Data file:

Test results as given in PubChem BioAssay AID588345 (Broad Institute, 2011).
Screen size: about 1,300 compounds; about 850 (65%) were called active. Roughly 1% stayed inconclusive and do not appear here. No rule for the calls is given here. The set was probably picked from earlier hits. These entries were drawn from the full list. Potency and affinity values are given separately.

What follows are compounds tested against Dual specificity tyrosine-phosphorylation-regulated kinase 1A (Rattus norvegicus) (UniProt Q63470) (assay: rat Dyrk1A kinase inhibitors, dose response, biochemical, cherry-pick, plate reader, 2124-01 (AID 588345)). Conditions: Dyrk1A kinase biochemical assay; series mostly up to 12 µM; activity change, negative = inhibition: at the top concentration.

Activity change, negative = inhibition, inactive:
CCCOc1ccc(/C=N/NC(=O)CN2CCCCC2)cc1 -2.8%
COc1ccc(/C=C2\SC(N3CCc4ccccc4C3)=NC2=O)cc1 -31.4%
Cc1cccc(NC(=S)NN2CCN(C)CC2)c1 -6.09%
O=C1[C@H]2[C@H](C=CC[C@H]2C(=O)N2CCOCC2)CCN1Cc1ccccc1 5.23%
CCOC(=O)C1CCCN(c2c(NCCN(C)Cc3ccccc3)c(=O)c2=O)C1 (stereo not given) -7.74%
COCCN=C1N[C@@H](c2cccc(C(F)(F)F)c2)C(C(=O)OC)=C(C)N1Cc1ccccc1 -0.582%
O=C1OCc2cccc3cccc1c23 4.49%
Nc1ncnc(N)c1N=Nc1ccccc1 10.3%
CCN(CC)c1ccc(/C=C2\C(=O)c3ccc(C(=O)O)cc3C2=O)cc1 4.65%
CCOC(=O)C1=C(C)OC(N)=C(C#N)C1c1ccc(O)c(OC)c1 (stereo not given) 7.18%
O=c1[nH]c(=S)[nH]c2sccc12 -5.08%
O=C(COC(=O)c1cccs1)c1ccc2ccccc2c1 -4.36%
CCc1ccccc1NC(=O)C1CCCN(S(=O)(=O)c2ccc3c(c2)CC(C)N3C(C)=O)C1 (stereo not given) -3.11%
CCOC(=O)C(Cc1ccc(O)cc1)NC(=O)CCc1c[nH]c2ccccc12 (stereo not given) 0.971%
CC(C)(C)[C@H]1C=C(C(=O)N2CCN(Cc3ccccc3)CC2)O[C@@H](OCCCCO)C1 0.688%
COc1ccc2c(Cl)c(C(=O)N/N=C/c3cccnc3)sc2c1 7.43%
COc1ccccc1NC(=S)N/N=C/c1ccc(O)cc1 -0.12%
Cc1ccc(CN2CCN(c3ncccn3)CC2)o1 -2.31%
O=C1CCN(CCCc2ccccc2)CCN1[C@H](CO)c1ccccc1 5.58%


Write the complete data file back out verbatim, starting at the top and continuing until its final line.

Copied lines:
Test results as given in PubChem BioAssay AID588345 (Broad Institute, 2011).
Screen size: about 1,300 compounds; about 850 (65%) were called active. Roughly 1% stayed inconclusive and do not appear here. No rule for the calls is given here. The set was probably picked from earlier hits. These entries were drawn from the full list. Potency and affinity values are given separately.

What follows are compounds tested against Dual specificity tyrosine-phosphorylation-regulated kinase 1A (Rattus norvegicus) (UniProt Q63470) (assay: rat Dyrk1A kinase inhibitors, dose response, biochemical, cherry-pick, plate reader, 2124-01 (AID 588345)). Conditions: Dyrk1A kinase biochemical assay; series mostly up to 12 µM; activity change, negative = inhibition: at the top concentration.

Activity change, negative = inhibition, inactive:
CCCOc1ccc(/C=N/NC(=O)CN2CCCCC2)cc1 -2.8%
COc1ccc(/C=C2\SC(N3CCc4ccccc4C3)=NC2=O)cc1 -31.4%
Cc1cccc(NC(=S)NN2CCN(C)CC2)c1 -6.09%
O=C1[C@H]2[C@H](C=CC[C@H]2C(=O)N2CCOCC2)CCN1Cc1ccccc1 5.23%
CCOC(=O)C1CCCN(c2c(NCCN(C)Cc3ccccc3)c(=O)c2=O)C1 (stereo not given) -7.74%
COCCN=C1N[C@@H](c2cccc(C(F)(F)F)c2)C(C(=O)OC)=C(C)N1Cc1ccccc1 -0.582%
O=C1OCc2cccc3cccc1c23 4.49%
Nc1ncnc(N)c1N=Nc1ccccc1 10.3%
CCN(CC)c1ccc(/C=C2\C(=O)c3ccc(C(=O)O)cc3C2=O)cc1 4.65%
CCOC(=O)C1=C(C)OC(N)=C(C#N)C1c1ccc(O)c(OC)c1 (stereo not given) 7.18%
O=c1[nH]c(=S)[nH]c2sccc12 -5.08%
O=C(COC(=O)c1cccs1)c1ccc2ccccc2c1 -4.36%
CCc1ccccc1NC(=O)C1CCCN(S(=O)(=O)c2ccc3c(c2)CC(C)N3C(C)=O)C1 (stereo not given) -3.11%
CCOC(=O)C(Cc1ccc(O)cc1)NC(=O)CCc1c[nH]c2ccccc12 (stereo not given) 0.971%
CC(C)(C)[C@H]1C=C(C(=O)N2CCN(Cc3ccccc3)CC2)O[C@@H](OCCCCO)C1 0.688%
COc1ccc2c(Cl)c(C(=O)N/N=C/c3cccnc3)sc2c1 7.43%
COc1ccccc1NC(=S)N/N=C/c1ccc(O)cc1 -0.12%
Cc1ccc(CN2CCN(c3ncccn3)CC2)o1 -2.31%
O=C1CCN(CCCc2ccccc2)CCN1[C@H](CO)c1ccccc1 5.58%